Alberta’s municipal election is only 14 days away.
When you think of municipal elections, you might immediately think about roads, libraries, sidewalks, pools, traffic, playgrounds, potholes, public transit, bike lanes and snow removal. And while these are some of the more high-profile responsibilities of municipal governments, the amount of information being thrown at voters in this year’s election has muddied the water about what the ballot issues on October 18 might be.
Electing Mayors, Councillors and School Trustees
The primary function of municipal elections is for voters to elect their local municipal officials in their city, county, municipal district, town, or village. Voters also cast ballots for trustees to govern their Public, Catholic or Francophone school boards. (Here is a list of candidates running in Edmonton’s municipal election).
This year there are open mayoral races with no incumbent running for re-election in the cities of Calgary, Edmonton, Grande Prairie, Lethbridge, Red Deer and the Regional Municipality of Wood Buffalo, which will mark a big turnover in municipal leadership in Alberta.
As if there weren’t already are a lot of challenges facing municipalities, the COVID-19 pandemic has hit Alberta hard and municipal governments are bearing the brunt of many of those health, social and economic challenges.
Municipalities also face a hostile provincial government that has not hesitated to interfere in local issues, in some cases leaving Albertans with a choice between candidates who agree with the provincial government interference, candidates who want to keep their heads down in hopes for a change of provincial government in 2023, or candidates who will stand up for their communities and challenge the United Conservative Party government.
Senate Nominee Election
When you vote on Oct. 18 or in the advance polls you will probably be handed a few different ballots. One of them will ask you to choose up to three candidates in this year’s Senate Nominee Election.
Senate Nominee elections are a uniquely Alberta activity dating back to 1989. The elections are held to choose a list of names for the Premier to recommend to the Prime Minister for appointment to the Senate if vacancies occur.
There is currently one vacancy in Alberta’s 6-member Senate delegation and another vacancy is expected when Senator Doug Black retires on October 31, 2021.
Unfortunately for the candidates running in this election, they are not going to be appointed unless the Prime Minister is a member of the Conservative Party, the only major party that recognizes the elections as legitimate. The Liberal Party has created a new application process for Senate appointments, dismantling the old partisan patronage machine, and the NDP believe the Upper Chamber should be abolished.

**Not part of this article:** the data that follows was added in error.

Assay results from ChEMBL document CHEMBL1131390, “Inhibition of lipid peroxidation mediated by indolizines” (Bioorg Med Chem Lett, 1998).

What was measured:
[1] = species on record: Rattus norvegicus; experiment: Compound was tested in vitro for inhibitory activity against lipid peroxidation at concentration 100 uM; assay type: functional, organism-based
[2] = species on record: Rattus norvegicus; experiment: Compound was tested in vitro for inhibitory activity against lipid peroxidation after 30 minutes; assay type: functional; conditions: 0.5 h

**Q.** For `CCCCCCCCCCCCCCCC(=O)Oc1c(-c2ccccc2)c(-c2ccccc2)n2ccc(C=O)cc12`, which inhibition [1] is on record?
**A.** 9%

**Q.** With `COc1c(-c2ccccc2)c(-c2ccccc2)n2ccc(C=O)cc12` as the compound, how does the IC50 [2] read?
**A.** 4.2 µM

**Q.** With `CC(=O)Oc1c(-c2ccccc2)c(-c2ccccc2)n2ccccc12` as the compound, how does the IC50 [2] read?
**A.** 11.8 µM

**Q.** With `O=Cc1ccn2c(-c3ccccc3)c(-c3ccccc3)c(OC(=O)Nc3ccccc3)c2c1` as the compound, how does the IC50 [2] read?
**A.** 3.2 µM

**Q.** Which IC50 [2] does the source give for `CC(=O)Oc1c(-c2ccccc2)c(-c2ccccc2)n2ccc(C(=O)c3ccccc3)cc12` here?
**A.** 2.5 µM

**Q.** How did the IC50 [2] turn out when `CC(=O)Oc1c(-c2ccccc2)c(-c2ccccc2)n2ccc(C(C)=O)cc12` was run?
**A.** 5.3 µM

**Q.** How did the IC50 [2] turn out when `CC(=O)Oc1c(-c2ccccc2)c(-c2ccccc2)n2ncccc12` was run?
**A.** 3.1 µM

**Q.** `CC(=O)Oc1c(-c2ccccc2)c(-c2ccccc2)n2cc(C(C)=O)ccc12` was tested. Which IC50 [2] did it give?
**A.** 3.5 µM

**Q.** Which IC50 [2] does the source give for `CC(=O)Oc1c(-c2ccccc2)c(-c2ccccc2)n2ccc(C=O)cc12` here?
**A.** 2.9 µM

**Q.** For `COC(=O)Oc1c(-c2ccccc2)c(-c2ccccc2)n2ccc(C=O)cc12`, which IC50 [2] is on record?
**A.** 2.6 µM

One of the major flaws of the Senate Nominee election is that winning candidates who might eventually be appointed to the Senate never ever have to face re-election, so there is no opportunity for voters to hold these “elected” Senators accountable for their decisions. In fact, they can stay in the Senate until they turn 75-years old if they decide to.
Another major flaw is that a province-wide election in a province of 4.3 million people makes it impossible for the Senate candidates to meaningfully reach many voters. I doubt most Albertans could name a candidate running in year’s Senate Nominee election, but here they are:
Progress Alberta executive director Duncan Kinney is running on the “Fuck Kenney Vote Kinney” slogan and Chad Jett Thunders Saunders is running to turn the Senate into a “Thunderdome.”
Physicians Dr. Sunil Sookram. and Dr. Karina Pillay (also the former Mayor of Slave Lake), Ponoka Mayor Rick Bonnett, former Western Barley Growers Association President Jeff Nielsen, and former deputy premier and finance minister Doug Horner are running as Independent candidates are are the more serious candidates with real public service experience.
Then there are the three People’s Party endorsed candidates who filed their papers to run in the Senate Nominee election only hours before they were defeated as candidates in the Sept. 20 federal election – Nadine Wellwood, Kelly Lorencz, and Ann McCormack.
And finally there are the three UCP loyalists endorsed by the Conservative Party of Canada – lobbyist and former UCP President Erika Barootes, right-wing activist and failed municipal candidate Pam Davidson, and Ukrainian-Canadian trade association president Mikhailio Martyniouk.
The three UCP/Conservative Party candidates, who appear to have less comparable actual public service experience than many of the Independent candidates on the ballot, are still probably going to win. But like previous Senate Nominee elections, the turnout will be low and number of spoiled ballots will be high.
Alberta’s Senate Nominee election should be a serious affair, but it will probably end up being a joke or an afterthought for most Albertans who will have no idea who to vote for.
Plebiscites and Referendums
Depending where you live in Alberta you could also be handed one, two or three additional ballots to cast your vote for referendums and plebiscites, though there is a good chance you haven’t heard much about them during this election.
There are two province-wide referendums.
The first is Premier Jason Kenney’s referendum to remove the Equalization program from the Constitution. The results won’t actually remove Equalization from the Constitution, but Kenney has said it would put Alberta in a strong bargaining position to negotiate with the rest of Canada. This is unlikely.
Even if the Equalization formula was removed from the Constitution, Albertans wouldn’t actually notice any change. We would still pay federal taxes the same as we do now, but the federal government would not be obligated to distribute funds collected through federal taxes to the provinces through an Equalization formula as currently required by the Constitution.
The Equalization referendum is all about the politics of grievance and saving Jason Kenney’s leadership of the UCP. A yes vote won’t accomplish much and a no vote will probably hurt Kenney’s chance of remaining in the Premier’s Office for much longer (Kenney’s approval rating has dropped to 22 per cent according to a recent poll from ThinkHQ).
The other province-wide referendum will ask Albertans whether they want to permanently remain on Daylight Saving Time rather than having to switch between DST and Mountain Standard Time twice each year. While the annual time-change is widely unpopular, it is unclear why the UCP cabinet chose to ask Albertans if they want to make DST permanent rather being able to choose between DST and MST.